Project Jukebox

Digital Branch of the University of Alaska Fairbanks Oral History Program

Rex Ahvakana's Biography

Rexport.gifRex Aveoganna Ahvakana was born on July 18, 1912 in Barrow, Alaska to Floyd and Laura Ahvakana. Job Kunullaq was his step-grandfather. He was the oldest brother of Irene Itta, Della Ahvakana, Lloyd Ahvakana, Winfred Ahvakana, Molly Pederson, Nelson Ahvakana, and Lizzy Ahvakana.

Since his father was a reindeer herder, Rex spent his early years inland with the herds. He only started attending school at the age of eleven and recalls how he had to sit with the little kids because he was at their beginner level: "I went to school with the small kids. It was embarrassing. I came out the third grade in that year. I had to catch up. I didn't wait." Rex still remembers some of the verses and songs he recited as a child during school and church Christmas programs.

When Rex was about 17, his father became ill. While still trying to go to school, he took over his father's trapline to help support the family. Eventually, only having completed the fifth grade, he dropped out of school all together. However, he proudly states that he also was certified in shortwave radio communication through correspondence school and had a job waiting for him aboard a ship. "I never got a job with it because my dad got sick. Should've taken care of him by working and giving him the money. But I didn't know then. I hunted for my family instead. I thought it was the way to care for them. Mom still had a lot of kids to take care of. Maybe it would've been better if I'd left?" Rex became the primary hunter, trapper and wage-earner for his family.

Rex fondly recalls staying with the missionaries Dr. Henry and Molly Greist when they lived in Barrow from 1920 to 1936. This is where he learned to speak English. Rex assisted the doctor and also worked as a janitor part-time at the hospital. Rex vividly recalls helping when Will Rogers and Wiley Post's bodies were brought in after their plane crash in 1935: "All night long I stood there and helped move the bodies while Dr. Greist worked. I didn't know who they were. They were just bodies."

Rex applied his talents in a variety of ways during his youth in Barrow. He used his carpentry and electrical skills to help build the "new school" in the late 1920s, the hospital in the late 1930s, and the National Weather Service buildings in the 1940s. He used his love and talent for the piano and organ by playing at church and community events.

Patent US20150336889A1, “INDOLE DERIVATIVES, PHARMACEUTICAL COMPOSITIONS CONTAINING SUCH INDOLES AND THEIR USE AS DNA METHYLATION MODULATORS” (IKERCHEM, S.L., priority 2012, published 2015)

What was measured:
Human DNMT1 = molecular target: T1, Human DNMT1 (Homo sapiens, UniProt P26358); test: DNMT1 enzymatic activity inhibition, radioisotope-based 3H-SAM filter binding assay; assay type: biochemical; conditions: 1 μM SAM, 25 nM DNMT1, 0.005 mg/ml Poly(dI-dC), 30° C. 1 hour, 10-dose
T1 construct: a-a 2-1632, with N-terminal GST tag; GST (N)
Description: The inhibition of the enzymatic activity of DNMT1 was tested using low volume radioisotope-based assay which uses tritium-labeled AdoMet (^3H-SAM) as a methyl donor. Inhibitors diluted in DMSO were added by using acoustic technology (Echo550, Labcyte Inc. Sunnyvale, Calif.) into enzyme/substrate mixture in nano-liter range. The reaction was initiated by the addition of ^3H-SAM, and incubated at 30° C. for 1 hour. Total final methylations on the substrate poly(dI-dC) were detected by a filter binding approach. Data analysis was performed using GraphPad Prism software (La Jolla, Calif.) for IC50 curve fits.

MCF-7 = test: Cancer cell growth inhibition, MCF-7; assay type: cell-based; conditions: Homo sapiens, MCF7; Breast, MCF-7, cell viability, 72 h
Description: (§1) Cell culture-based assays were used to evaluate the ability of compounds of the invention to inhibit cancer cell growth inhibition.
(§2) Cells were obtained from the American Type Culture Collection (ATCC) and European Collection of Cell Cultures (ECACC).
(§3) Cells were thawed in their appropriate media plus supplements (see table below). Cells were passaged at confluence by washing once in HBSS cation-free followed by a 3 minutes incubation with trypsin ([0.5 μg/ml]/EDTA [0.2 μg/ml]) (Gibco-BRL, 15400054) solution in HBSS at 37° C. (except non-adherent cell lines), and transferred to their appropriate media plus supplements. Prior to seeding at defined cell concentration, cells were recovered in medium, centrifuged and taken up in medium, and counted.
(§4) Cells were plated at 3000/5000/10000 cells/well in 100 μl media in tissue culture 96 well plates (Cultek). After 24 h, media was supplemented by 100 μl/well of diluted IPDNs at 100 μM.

Rex talks about when he was a young man participating in whaling, walrus hunting, seal hunting out on the ice, caribou hunting, fox trapping, reindeer herding, and collecting bird specimens for Charles Brower. In fact, he specifically explains how he was out caribou hunting with his father the day Charles and Anna Lindbergh stopped in Barrow in 1931 on their historic flight to the Orient, so he missed seeing them.

Rex married Deva Atqaqsaak Ahnupkana in 1933 and together they raised a large family. Their children are Marshall Ahvakana, Esther Akpik Toovak, Dorcas Rock, Forrest Ahvakana, Tommy Ahvakana, and Stevie Ahvakana. Deva passed away in 1970.

In 1943, Rex moved his family to Fairbanks, where he worked for Wein Airlines loading and fueling airplanes. Rex explains that steady work was hard to find in Barrow at that time and he needed a job to support his family. But in 1948, he returned to Barrow and loaded and fueled airplanes for Arctic Contractors at the Navy's oil exploration base camp (what later became the Naval Arctic Research Laboratory or NARL). He moved back to Fairbanks in 1953 and returned to permanent work with Wein Airlines. While he started out fueling airplanes, Rex eventually became an expert airplane mechanic. He calls himself "the first Eskimo airplane mechanic." Except for a short break in the mid-1960s, when he was the Barrow Airport Manager, Rex worked for Wein in Fairbanks until he retired in 1971.

In the mid-1970s, Rex moved back to Barrow to live full-time. In the mid-1990s, at age 84 and of limited mobility due to the spinal problem that forced him to retire, Rex moved into the Barrow Senior Center's Assisted Living section. Rex Ahvakana passed away on July 6, 2000 at the age of 87.